“I like to build a fire before I start constructing anything. Besides, I need a fire because I have to eat, dry my clothes and repel mosquitoes. Building a fire is a powerful method for connecting with the site. It means that I have to find out where to gather wood and I have to check the direction of the wind, before I can decide on the right place to build a fire. It often turns out in a later phase of the project that this place is a meaningful place in the building. Sleeping at the site also helps me to feel the connection. It teaches me where insects are coming from and how the wind changes during the night. It generates encounters, for instance with local people who sneak through the site, a grandmother who takes one brick because she needs it for something.”
Can you apply that strategy equally well in the city?
“It definitely works in the city too. In the Ruin Academy in Taipei, in an abandoned building, I took away all the windows. But while sleeping there I found out that I had created an unpleasant acoustic situation. The rooms echoed with noise from the traffic. So I had to grow bamboo in the windows and make wooden structures to damp out the echoes. Physical presence is the key. You can be present mentally, but you have to be present physically as well. Site specific conditions materialize in your body; you can only understand them through your body. Being together with others physically, working and sweating together, is a significant tool for communication because we all share a similar body. We share the same physical sensations, independently of our culture.”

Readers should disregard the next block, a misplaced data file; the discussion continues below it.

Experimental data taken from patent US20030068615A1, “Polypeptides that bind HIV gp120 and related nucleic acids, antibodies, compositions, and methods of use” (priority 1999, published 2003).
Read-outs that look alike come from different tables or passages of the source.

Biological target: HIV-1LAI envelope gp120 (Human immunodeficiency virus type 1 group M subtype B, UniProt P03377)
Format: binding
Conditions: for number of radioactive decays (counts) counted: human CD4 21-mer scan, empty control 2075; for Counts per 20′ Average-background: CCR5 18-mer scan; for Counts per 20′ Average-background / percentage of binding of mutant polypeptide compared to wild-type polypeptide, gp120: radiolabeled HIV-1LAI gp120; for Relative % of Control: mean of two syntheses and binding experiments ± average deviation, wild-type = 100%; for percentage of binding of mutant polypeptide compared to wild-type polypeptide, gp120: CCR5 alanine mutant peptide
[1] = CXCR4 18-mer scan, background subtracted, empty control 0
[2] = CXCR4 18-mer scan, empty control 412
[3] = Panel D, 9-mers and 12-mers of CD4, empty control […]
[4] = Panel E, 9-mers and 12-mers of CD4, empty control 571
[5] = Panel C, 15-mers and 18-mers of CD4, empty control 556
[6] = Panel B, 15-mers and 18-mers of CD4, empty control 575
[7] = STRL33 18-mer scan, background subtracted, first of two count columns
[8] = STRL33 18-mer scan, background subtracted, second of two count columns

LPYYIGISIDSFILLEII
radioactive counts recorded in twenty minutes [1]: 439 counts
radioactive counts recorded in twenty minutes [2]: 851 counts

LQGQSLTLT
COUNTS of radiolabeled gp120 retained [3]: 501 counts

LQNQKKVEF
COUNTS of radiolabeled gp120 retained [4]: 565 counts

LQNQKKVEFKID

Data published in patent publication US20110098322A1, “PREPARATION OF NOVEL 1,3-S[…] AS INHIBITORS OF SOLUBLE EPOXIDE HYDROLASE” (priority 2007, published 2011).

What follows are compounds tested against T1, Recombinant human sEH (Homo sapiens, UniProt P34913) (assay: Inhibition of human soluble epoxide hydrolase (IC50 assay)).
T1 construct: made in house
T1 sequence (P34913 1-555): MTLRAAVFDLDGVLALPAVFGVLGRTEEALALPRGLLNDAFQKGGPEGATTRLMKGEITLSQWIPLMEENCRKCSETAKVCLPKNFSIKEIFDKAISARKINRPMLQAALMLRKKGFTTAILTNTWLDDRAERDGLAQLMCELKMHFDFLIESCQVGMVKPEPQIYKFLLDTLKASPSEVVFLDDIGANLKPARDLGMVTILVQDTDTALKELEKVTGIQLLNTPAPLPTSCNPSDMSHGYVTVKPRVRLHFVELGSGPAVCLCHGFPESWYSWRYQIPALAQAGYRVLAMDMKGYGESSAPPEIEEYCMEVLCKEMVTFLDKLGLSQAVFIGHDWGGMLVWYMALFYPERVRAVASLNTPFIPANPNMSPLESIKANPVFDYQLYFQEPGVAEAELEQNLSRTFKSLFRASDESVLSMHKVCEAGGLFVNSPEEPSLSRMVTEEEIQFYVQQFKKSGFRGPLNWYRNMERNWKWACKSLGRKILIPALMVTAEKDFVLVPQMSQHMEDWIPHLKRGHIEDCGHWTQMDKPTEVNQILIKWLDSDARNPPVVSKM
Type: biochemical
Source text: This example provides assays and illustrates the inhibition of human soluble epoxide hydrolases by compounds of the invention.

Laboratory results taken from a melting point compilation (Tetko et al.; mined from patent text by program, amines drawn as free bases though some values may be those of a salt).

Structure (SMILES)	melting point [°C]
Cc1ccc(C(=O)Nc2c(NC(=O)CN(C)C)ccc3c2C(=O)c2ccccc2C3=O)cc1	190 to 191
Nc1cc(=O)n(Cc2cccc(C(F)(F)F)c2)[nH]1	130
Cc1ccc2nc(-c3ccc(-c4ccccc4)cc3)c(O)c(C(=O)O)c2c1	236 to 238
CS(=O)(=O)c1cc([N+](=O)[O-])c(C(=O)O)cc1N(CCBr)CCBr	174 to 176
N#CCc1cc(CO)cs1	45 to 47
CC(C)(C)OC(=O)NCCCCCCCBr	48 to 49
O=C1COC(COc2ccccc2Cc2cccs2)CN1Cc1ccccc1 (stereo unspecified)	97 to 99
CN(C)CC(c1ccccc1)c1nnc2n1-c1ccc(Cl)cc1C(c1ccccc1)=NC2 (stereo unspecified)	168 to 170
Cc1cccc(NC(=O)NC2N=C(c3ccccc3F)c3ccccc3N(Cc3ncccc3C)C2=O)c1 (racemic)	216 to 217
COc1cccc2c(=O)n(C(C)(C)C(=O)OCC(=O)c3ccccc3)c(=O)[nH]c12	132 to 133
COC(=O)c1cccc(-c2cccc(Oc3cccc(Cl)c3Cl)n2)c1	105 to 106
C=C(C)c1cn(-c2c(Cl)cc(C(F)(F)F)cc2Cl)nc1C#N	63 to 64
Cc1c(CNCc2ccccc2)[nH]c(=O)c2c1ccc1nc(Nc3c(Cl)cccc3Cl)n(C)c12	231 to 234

|Photo: Marco Casagrande|
But in the end you are constructing something, which means that you create a projection for the future, beyond your presence in the here and now.
“I am not so sure any more what time means. I used to think of time as being born, growing up and dying. But now I am growing more aware of different time scales, unconnected to my own lifespan. The times of other people, of volcanic rocks and granite, of the ants that crawl through the site and the plants and trees that grow there, of the wind and the typhoons, the time of the Earth and the Moon. Each phenomenon has its own time, and I want to understand them all and let them meet ‒ for instance, to direct the wind so you are touched by it while sleeping. Or to raise the floor so snakes can crawl under it."
|Chen House, Sanjhih, Taipei County, Taiwan (2008). Photos: AdDa Zei|
Do you mean that you try to orchestrate different times?